Yet it was this scenario which made me begin to question whether it would still count as monster porn. Just because the monster in question is humanoid and still has a head and four limbs (give or take with zombies) does it make it any less of a monster or any less of a threat? I enjoy monster porn for the thrill of the beast using the character sexually, especially if the creature is capable of doing the character serious harm. A lot of the time, this is due to scale and size such as the plant monster from my first book or the dragon in the one I am currently working on but a monster does not have to be big to be a threat. This came into focus when considering werewolves or vampires as potential mates as well. Still dangerous but not to the scale of some creatures I could write about.
Which then led me onto my final thought: if we do consider werewolves and vampires to count towards monster erotica then are such popular works as Twilight a bridge to such material? Has the boom in monster porn been in part to the sudden resurgence of vampires and werewolves in popular fiction, serving a need to do more than just fall in love with the cursed creatures but to satisfy them in every way possible? If that’s the case then I can’t see monster erotica fading away any time soon but it also means I’m not going to look at the Young Adult section of my local bookstore in the same way again… x
One week ago, I pressed ‘publish’ on my Smashwords control panel and I took a step from being a prospective author to being a published one. Not a lot perhaps by some author’s perspectives, but quite a leap for others. I’ve lost count of the number of people I have met who have said they’d like to self publish but the number who have done so is much, much smaller. Even so, within this short space of time I’ve learnt several valuable lessons from the experience.
1) Thumbnails really kill covers
I felt that I’d come up with a strong image for my first cover. It was simple and straighforward and not out of line with what I had seen from other authors of the same genre. Then I saw it compressed down to a thumbnail and shuddered. What had been a decent enough cover became a random green blob that said nothing about my book. Changing it to something else is one of the first things on my to do list, right after finishing my next story.
2) Amazon really does dominate the marketplace
This is really no surprise but I was still amazed to see by how much. In only one week, every sale I have achieved has come through Amazon. Although I cut my teeth on Smashwords and I truly appreciate the amount of information they provide, I have not sold one copy through them. I may have my reservations about Amazon but I can’t deny that I’ve sold through them more successfully than anywhere else.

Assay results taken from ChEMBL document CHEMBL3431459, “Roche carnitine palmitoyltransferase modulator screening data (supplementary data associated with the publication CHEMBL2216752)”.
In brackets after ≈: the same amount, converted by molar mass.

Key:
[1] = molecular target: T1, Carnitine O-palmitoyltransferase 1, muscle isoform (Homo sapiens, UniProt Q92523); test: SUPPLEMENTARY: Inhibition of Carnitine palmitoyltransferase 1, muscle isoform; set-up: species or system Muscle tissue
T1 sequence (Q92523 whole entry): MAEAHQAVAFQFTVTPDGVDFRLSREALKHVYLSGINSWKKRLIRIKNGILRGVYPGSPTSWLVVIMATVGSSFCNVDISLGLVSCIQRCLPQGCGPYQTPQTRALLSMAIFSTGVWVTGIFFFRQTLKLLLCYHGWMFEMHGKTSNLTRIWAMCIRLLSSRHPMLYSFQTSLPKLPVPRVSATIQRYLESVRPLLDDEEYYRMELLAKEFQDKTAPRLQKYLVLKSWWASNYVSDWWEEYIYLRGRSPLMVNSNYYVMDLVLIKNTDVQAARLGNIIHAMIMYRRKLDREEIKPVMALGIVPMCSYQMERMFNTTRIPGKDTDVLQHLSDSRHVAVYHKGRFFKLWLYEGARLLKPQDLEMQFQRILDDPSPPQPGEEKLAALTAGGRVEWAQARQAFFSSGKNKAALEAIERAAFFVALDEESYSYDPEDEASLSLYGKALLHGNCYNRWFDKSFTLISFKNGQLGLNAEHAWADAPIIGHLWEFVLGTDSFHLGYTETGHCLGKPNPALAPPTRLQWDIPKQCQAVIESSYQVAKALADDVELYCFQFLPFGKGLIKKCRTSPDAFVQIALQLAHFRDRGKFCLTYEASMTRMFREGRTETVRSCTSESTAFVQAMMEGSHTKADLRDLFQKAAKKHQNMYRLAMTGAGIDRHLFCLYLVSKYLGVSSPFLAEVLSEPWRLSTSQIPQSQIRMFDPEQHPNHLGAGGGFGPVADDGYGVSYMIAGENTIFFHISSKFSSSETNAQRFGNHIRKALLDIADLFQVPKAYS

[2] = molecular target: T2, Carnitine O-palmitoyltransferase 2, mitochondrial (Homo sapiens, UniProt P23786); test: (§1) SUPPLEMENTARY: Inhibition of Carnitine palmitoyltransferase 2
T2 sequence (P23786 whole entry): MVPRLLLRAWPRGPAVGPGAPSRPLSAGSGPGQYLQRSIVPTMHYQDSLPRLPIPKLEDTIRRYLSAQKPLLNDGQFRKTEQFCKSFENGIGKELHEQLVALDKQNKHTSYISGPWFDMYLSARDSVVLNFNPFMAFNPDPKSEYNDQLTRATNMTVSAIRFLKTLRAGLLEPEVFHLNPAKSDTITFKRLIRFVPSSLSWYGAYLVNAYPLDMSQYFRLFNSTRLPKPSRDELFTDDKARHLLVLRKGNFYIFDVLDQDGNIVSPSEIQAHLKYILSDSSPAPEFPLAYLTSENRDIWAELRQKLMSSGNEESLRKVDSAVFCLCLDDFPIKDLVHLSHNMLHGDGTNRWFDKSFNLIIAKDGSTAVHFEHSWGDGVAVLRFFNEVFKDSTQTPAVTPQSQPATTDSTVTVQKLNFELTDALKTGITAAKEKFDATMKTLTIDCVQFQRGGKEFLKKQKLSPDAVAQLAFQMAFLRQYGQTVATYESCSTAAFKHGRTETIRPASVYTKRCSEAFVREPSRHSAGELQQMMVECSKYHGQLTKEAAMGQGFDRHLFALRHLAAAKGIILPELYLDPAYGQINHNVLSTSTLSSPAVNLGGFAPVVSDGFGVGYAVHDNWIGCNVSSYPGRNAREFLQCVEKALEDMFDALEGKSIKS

3) International Tax is far less interesting than it sounds
Believe me, it wasn’t that interesting to begin with either. For those who don’t know, I’m British and with that comes a whole song and dance with the IRS I never anticipated when I decided to go ahead with this self publishing adventure. Both Amazon and Smashwords are US based companies and so to be able to pay tax in my own country rather than in the US, takes a surprising amount of jiggery pokery to get over the IRS’ hurdles. I’m still not out of the woods even as I write this.
4) The Erotica writing community is varied, active and wonderfully bizarre
My story about how and why I chose to write this type of fiction is something I will tackle at another time but I knew that it was somewhat of a burgeoning genre with lots of first time authors breaking into it. I had already read a number of blogs and articles about it but the many and varied personalities writing for this genre is somewhat overwhelming. Although my Twitter account has only been open for a few weeks, I’ve already encountered some lovely people who are only too willing to pass their experiences on. I recommend any new author get on Twitter and start following people who write in the same genre, it really is an educational experience.
5) Self Publishing is a bug and I’ve definitely got it
I never intended this to be a one shot deal but I never really planned out how far I wanted to go with it either. When I started writing my first story, I had about three ideas for other books floating around my head. Now I have about twenty. Sci-fi and fantasy erotica is such a broad genre where almost anything goes so it’s almost impossible not to be inspired when you seen what subjects other writers have covered. I certainly intend to keep on writing and publishing so as long as there are people who want to read it, I have no plans to stop!